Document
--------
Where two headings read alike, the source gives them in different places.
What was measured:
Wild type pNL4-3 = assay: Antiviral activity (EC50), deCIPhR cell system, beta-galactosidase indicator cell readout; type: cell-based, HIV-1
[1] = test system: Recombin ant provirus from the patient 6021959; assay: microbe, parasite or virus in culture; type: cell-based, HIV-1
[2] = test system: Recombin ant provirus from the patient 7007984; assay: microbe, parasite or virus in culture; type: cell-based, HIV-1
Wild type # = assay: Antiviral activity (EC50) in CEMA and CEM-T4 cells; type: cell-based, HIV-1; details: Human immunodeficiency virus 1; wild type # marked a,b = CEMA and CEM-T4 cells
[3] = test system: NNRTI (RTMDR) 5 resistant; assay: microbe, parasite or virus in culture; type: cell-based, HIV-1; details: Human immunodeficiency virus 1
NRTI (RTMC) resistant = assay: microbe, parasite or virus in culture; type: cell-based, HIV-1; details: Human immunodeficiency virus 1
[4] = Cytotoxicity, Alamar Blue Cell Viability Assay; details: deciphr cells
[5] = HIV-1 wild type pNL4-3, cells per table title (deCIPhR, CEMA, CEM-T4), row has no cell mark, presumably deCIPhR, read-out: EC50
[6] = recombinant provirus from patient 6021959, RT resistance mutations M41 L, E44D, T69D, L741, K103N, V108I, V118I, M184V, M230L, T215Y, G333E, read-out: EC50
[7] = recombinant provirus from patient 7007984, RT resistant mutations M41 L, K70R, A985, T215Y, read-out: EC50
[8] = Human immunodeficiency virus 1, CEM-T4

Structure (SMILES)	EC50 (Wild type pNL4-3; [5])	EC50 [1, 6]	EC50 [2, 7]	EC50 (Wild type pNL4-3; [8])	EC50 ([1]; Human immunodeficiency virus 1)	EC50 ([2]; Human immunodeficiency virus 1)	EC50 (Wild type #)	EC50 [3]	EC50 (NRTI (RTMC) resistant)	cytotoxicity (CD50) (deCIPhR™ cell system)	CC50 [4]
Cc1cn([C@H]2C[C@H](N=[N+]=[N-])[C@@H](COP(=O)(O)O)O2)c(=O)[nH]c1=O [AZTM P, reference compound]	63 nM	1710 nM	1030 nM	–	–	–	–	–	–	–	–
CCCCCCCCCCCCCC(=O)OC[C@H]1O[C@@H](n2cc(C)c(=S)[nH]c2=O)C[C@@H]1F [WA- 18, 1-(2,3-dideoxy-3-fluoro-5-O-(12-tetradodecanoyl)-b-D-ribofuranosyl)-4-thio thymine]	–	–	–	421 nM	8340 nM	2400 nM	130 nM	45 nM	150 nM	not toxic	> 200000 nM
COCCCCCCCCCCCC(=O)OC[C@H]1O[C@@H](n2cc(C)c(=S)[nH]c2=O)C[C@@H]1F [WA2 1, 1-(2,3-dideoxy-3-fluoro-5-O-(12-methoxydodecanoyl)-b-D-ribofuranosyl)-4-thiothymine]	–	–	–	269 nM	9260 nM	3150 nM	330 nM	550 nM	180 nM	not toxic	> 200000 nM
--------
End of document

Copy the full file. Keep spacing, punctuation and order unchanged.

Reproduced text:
Where two headings read alike, the source gives them in different places.
What was measured:
Wild type pNL4-3 = assay: Antiviral activity (EC50), deCIPhR cell system, beta-galactosidase indicator cell readout; type: cell-based, HIV-1
[1] = test system: Recombin ant provirus from the patient 6021959; assay: microbe, parasite or virus in culture; type: cell-based, HIV-1
[2] = test system: Recombin ant provirus from the patient 7007984; assay: microbe, parasite or virus in culture; type: cell-based, HIV-1
Wild type # = assay: Antiviral activity (EC50) in CEMA and CEM-T4 cells; type: cell-based, HIV-1; details: Human immunodeficiency virus 1; wild type # marked a,b = CEMA and CEM-T4 cells
[3] = test system: NNRTI (RTMDR) 5 resistant; assay: microbe, parasite or virus in culture; type: cell-based, HIV-1; details: Human immunodeficiency virus 1
NRTI (RTMC) resistant = assay: microbe, parasite or virus in culture; type: cell-based, HIV-1; details: Human immunodeficiency virus 1
[4] = Cytotoxicity, Alamar Blue Cell Viability Assay; details: deciphr cells
[5] = HIV-1 wild type pNL4-3, cells per table title (deCIPhR, CEMA, CEM-T4), row has no cell mark, presumably deCIPhR, read-out: EC50
[6] = recombinant provirus from patient 6021959, RT resistance mutations M41 L, E44D, T69D, L741, K103N, V108I, V118I, M184V, M230L, T215Y, G333E, read-out: EC50
[7] = recombinant provirus from patient 7007984, RT resistant mutations M41 L, K70R, A985, T215Y, read-out: EC50
[8] = Human immunodeficiency virus 1, CEM-T4

Structure (SMILES)	EC50 (Wild type pNL4-3; [5])	EC50 [1, 6]	EC50 [2, 7]	EC50 (Wild type pNL4-3; [8])	EC50 ([1]; Human immunodeficiency virus 1)	EC50 ([2]; Human immunodeficiency virus 1)	EC50 (Wild type #)	EC50 [3]	EC50 (NRTI (RTMC) resistant)	cytotoxicity (CD50) (deCIPhR™ cell system)	CC50 [4]
Cc1cn([C@H]2C[C@H](N=[N+]=[N-])[C@@H](COP(=O)(O)O)O2)c(=O)[nH]c1=O [AZTM P, reference compound]	63 nM	1710 nM	1030 nM	–	–	–	–	–	–	–	–
CCCCCCCCCCCCCC(=O)OC[C@H]1O[C@@H](n2cc(C)c(=S)[nH]c2=O)C[C@@H]1F [WA- 18, 1-(2,3-dideoxy-3-fluoro-5-O-(12-tetradodecanoyl)-b-D-ribofuranosyl)-4-thio thymine]	–	–	–	421 nM	8340 nM	2400 nM	130 nM	45 nM	150 nM	not toxic	> 200000 nM
COCCCCCCCCCCCC(=O)OC[C@H]1O[C@@H](n2cc(C)c(=S)[nH]c2=O)C[C@@H]1F [WA2 1, 1-(2,3-dideoxy-3-fluoro-5-O-(12-methoxydodecanoyl)-b-D-ribofuranosyl)-4-thiothymine]	–	–	–	269 nM	9260 nM	3150 nM	330 nM	550 nM	180 nM	not toxic	> 200000 nM